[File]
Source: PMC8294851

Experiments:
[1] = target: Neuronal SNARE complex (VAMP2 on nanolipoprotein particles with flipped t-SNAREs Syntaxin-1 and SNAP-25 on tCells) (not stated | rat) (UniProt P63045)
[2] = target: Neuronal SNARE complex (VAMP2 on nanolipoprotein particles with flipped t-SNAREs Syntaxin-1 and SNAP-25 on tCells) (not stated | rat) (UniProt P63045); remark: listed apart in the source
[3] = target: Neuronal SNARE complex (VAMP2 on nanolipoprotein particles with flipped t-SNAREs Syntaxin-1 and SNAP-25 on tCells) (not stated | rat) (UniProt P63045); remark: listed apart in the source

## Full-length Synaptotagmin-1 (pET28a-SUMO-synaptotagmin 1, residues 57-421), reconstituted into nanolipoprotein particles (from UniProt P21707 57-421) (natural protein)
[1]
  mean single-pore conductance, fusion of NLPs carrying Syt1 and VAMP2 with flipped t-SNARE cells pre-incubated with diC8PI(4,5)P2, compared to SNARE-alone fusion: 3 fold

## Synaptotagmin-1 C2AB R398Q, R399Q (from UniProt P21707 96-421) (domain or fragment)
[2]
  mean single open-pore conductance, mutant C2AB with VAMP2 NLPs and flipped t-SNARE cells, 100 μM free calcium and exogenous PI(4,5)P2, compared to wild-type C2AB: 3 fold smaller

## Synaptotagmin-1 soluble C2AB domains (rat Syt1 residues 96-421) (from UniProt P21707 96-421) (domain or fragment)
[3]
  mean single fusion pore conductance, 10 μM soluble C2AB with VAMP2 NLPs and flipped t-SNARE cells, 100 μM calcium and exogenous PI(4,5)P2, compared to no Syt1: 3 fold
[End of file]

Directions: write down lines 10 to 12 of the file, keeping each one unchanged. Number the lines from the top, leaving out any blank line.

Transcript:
[2]
  mean single open-pore conductance, mutant C2AB with VAMP2 NLPs and flipped t-SNARE cells, 100 μM free calcium and exogenous PI(4,5)P2, compared to wild-type C2AB: 3 fold smaller

## Synaptotagmin-1 soluble C2AB domains (rat Syt1 residues 96-421) (from UniProt P21707 96-421) (domain or fragment)